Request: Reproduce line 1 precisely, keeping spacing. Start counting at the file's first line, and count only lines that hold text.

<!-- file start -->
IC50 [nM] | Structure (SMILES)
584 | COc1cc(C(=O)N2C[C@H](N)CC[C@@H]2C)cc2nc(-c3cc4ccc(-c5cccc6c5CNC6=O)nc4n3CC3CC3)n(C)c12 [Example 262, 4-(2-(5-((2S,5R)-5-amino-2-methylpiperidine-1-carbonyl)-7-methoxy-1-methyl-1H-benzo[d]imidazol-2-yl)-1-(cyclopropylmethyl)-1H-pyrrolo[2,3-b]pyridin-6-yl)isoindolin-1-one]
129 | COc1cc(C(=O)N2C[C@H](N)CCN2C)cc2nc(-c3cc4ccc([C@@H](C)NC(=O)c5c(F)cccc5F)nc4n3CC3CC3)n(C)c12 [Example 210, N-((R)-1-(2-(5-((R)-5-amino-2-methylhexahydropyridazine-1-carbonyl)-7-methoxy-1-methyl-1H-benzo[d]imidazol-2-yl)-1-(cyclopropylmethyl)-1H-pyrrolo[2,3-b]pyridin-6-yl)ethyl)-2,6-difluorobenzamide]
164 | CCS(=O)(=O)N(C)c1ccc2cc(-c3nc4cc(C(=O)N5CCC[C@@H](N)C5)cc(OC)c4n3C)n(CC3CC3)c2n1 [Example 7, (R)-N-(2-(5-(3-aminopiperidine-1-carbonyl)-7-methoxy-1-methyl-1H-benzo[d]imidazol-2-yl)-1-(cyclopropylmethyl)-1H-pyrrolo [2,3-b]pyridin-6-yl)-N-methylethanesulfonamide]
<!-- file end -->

IC50 [nM] | Structure (SMILES)